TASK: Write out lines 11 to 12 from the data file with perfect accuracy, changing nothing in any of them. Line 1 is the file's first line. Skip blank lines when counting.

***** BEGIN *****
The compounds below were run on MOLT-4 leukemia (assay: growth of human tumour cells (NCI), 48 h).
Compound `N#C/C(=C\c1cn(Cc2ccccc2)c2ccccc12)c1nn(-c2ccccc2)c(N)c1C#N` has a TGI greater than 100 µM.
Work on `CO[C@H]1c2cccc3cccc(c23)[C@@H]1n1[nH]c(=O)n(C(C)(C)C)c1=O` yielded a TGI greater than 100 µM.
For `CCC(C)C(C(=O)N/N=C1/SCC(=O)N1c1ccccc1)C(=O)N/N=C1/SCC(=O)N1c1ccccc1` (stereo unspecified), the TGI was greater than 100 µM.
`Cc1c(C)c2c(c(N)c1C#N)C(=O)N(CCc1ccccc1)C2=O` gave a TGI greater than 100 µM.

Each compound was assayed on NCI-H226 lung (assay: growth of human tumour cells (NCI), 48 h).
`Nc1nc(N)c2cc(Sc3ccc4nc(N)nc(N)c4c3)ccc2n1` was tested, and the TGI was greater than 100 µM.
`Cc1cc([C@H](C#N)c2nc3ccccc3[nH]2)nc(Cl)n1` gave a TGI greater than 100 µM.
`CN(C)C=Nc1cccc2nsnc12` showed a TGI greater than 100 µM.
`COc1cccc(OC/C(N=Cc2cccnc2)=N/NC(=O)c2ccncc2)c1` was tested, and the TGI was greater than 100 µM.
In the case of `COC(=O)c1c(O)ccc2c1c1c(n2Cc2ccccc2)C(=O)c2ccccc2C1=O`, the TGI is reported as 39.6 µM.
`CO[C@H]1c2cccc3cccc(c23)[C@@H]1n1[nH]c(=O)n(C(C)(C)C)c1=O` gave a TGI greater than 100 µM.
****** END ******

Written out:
In the case of `COC(=O)c1c(O)ccc2c1c1c(n2Cc2ccccc2)C(=O)c2ccccc2C1=O`, the TGI is reported as 39.6 µM.
`CO[C@H]1c2cccc3cccc(c23)[C@@H]1n1[nH]c(=O)n(C(C)(C)C)c1=O` gave a TGI greater than 100 µM.